Activity on insects
While these toxins are well known to cause dermonecrotic lesions in mammals, little work has investigated the bioactivity of this enzyme on its natural insect prey.
In a recent study, Zobel-Thropp et al. (2012) produced a recombinant toxin from a Loxosceles species and compared its enzymatic and insecticidal activity to that of crude venom. Enzymatic activities of recombinant toxins and crude venom from the same species were indistinguishable. In addition, dermonecrotic toxins and crude venom have comparable and high potency in immobilization assays on crickets. These data indicate that dermonecrotic toxins are potent insecticidal toxins.
Several names have been given to venom dermonecrotic toxins from the Sicariidae family. By considering the biochemical aspect, the name phospholipase D (PLD) has been proposed by Lee and Lynch in 2005 to represent these enzymes that have been discovered to hydrolyse not only sphingomyelin but a more broad range of phospholipids. Hence, this term represents an accurate and broad denomination. Previously to this denomination, the name sphingomyelinase D (SMase D) was used due to its first biochemical description as enzymes capable of hydrolyzing sphingomyelin into choline and ceramide-1-phosphate (Kurpiewski et al., 1981). In the biological level, another name, dermonecrotic toxin is a term widely applied by toxinologists to Loxosceles enzymes, due to the hallmark of brown spider bites, which trigger dermonecrosis in mammals. Finally, the term of SicTox family members (for Sicariidae Toxin) has been given to represent the multigene family of these venom toxins that are not homologous to other enzyme families that are expressed for nonvenomous function. Hence, this term serves to emphasize this difference (Zobel-Thropp et al., 2012).
Structure and classification
These toxins vary in molecular mass from 30 to 35 kDa, and include a signal peptide followed by a propeptide. The amino acid sequences of mature toxins are highly conserved (55-99%), especially the residues essential for magnesium-ion binding and catalysis. The single polypeptide chain folds to form a distorted barrel where the inner barrel surface is lined with eight parallel β-strands linked by short flexible loops to eight α-helices that form the outer surface of the barrel (Murakami et al., 2005). This structural motif was first observed in the structure of the triose phosphate isomerase (TIM) and is referred to as a TIM barrel or as an (α/β)8 barrel. Based on sequence alignment, Murakami and colleagues (2006) have proposed a classification of spider venom PLD. The class I enzymes represented by SMase I from L. laeta possess a single disulfide bond and contain an extended hydrophobic loop (see entries ). All other proteins, represented by SMase D 1 from L. intermedia belong to class II, which contains an additional intrachain disulfide bond that links the shortened flexible loop with the catalytic loop (Fig.2) (see entries ).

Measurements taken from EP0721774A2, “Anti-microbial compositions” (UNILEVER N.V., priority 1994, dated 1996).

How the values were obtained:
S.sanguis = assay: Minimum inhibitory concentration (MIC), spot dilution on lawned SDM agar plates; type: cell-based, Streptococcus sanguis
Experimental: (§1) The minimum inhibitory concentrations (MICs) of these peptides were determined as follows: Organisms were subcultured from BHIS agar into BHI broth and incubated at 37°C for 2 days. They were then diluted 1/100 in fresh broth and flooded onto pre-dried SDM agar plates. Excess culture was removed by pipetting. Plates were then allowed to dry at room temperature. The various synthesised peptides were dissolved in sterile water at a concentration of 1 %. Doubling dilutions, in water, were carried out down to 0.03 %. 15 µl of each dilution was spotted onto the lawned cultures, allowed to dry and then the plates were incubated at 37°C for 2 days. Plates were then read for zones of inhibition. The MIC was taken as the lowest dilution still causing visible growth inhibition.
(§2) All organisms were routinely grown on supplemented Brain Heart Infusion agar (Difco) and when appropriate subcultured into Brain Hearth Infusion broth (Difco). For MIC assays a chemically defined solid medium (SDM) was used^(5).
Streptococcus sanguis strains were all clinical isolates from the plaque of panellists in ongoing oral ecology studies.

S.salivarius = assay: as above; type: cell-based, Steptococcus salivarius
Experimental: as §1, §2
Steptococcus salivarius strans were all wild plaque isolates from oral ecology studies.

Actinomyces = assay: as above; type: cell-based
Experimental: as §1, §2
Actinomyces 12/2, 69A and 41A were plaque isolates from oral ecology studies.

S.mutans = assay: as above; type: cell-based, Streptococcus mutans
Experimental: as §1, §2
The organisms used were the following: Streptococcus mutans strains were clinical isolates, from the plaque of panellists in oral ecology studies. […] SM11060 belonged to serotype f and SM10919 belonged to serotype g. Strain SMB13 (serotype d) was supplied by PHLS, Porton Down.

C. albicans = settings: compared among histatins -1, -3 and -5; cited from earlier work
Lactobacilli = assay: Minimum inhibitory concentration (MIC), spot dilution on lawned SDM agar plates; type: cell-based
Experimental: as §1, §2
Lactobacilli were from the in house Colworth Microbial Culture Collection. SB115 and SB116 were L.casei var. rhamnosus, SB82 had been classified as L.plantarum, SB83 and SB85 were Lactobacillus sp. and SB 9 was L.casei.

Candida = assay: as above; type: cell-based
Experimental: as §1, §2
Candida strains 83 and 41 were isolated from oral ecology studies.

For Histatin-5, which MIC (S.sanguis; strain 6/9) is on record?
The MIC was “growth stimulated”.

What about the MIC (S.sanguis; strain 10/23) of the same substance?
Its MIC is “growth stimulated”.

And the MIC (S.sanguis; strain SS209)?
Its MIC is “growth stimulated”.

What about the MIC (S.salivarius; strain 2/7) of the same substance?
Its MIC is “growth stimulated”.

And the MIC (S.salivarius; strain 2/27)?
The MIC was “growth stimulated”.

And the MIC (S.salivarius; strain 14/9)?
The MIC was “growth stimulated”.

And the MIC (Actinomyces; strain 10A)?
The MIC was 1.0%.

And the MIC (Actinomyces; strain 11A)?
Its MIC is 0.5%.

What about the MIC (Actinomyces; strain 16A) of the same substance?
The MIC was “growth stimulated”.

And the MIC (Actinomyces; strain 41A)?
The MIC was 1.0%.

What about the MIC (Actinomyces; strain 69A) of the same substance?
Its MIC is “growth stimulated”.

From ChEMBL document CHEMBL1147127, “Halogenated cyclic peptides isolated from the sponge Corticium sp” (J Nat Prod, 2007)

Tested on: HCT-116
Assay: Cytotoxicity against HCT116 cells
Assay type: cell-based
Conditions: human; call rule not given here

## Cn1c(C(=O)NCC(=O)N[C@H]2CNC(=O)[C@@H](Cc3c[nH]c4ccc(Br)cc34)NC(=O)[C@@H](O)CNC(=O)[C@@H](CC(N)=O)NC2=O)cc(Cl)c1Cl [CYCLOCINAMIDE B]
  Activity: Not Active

Another classification system has been proposed by Binford et al., 2009, that differs from the classes I and II classification. This classification is based on Bayesian phylogenies that support two major clades; alpha (see entries ) and beta (see entries ), within which seven and three subclades have been identified, respectively. Sequences in the alpha clade are exclusively from New World Loxosceles and Loxosceles rufescens and include published genes for which expression products have enzymatic and dermonecrotic activities. The beta clade includes paralogs from New World Loxosceles that have no, or reduced, SMase D and no dermonecrotic activity and also paralogs from Sicarius and African Loxosceles of unknown activity.
Figure 2: Alignment of class I PLD (represented by SMase I) from L.laeta and class II PLD (represented by SMase D 1) from L.intermedia, showing the differences between class I and class II (see text). Amino acids involved in metal-ion binding and catalysis are boxed in light gray, cysteines in yellow, and the extended hydrophobic loop in blue.